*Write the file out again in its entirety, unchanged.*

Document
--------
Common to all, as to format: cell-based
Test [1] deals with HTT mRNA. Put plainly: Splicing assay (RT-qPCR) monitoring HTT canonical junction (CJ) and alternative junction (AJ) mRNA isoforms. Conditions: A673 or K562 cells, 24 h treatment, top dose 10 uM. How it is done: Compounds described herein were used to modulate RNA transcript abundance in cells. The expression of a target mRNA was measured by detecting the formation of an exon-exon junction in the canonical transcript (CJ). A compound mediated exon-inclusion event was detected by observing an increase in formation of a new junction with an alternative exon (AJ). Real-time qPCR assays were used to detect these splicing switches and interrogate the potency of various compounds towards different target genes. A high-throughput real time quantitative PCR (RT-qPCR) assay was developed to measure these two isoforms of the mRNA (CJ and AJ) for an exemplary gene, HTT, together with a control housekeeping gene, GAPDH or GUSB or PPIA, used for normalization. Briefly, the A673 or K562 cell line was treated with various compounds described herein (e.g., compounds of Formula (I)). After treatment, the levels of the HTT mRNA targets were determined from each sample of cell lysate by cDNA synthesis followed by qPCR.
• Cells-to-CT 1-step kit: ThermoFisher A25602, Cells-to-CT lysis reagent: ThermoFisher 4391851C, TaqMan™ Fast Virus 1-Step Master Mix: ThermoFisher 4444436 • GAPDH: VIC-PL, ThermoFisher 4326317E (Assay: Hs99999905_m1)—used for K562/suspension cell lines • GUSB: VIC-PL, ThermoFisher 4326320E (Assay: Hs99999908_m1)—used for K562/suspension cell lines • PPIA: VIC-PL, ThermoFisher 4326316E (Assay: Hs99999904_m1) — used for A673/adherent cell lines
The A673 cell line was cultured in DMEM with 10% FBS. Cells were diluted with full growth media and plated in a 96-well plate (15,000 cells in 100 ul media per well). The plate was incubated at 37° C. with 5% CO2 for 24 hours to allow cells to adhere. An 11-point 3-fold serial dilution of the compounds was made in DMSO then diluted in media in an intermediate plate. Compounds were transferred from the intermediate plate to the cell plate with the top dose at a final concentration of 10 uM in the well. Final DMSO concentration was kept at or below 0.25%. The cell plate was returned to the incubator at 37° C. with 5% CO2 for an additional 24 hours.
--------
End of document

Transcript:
Common to all, as to format: cell-based
Test [1] deals with HTT mRNA. Put plainly: Splicing assay (RT-qPCR) monitoring HTT canonical junction (CJ) and alternative junction (AJ) mRNA isoforms. Conditions: A673 or K562 cells, 24 h treatment, top dose 10 uM. How it is done: Compounds described herein were used to modulate RNA transcript abundance in cells. The expression of a target mRNA was measured by detecting the formation of an exon-exon junction in the canonical transcript (CJ). A compound mediated exon-inclusion event was detected by observing an increase in formation of a new junction with an alternative exon (AJ). Real-time qPCR assays were used to detect these splicing switches and interrogate the potency of various compounds towards different target genes. A high-throughput real time quantitative PCR (RT-qPCR) assay was developed to measure these two isoforms of the mRNA (CJ and AJ) for an exemplary gene, HTT, together with a control housekeeping gene, GAPDH or GUSB or PPIA, used for normalization. Briefly, the A673 or K562 cell line was treated with various compounds described herein (e.g., compounds of Formula (I)). After treatment, the levels of the HTT mRNA targets were determined from each sample of cell lysate by cDNA synthesis followed by qPCR.
• Cells-to-CT 1-step kit: ThermoFisher A25602, Cells-to-CT lysis reagent: ThermoFisher 4391851C, TaqMan™ Fast Virus 1-Step Master Mix: ThermoFisher 4444436 • GAPDH: VIC-PL, ThermoFisher 4326317E (Assay: Hs99999905_m1)—used for K562/suspension cell lines • GUSB: VIC-PL, ThermoFisher 4326320E (Assay: Hs99999908_m1)—used for K562/suspension cell lines • PPIA: VIC-PL, ThermoFisher 4326316E (Assay: Hs99999904_m1) — used for A673/adherent cell lines
The A673 cell line was cultured in DMEM with 10% FBS. Cells were diluted with full growth media and plated in a 96-well plate (15,000 cells in 100 ul media per well). The plate was incubated at 37° C. with 5% CO2 for 24 hours to allow cells to adhere. An 11-point 3-fold serial dilution of the compounds was made in DMSO then diluted in media in an intermediate plate. Compounds were transferred from the intermediate plate to the cell plate with the top dose at a final concentration of 10 uM in the well. Final DMSO concentration was kept at or below 0.25%. The cell plate was returned to the incubator at 37° C. with 5% CO2 for an additional 24 hours.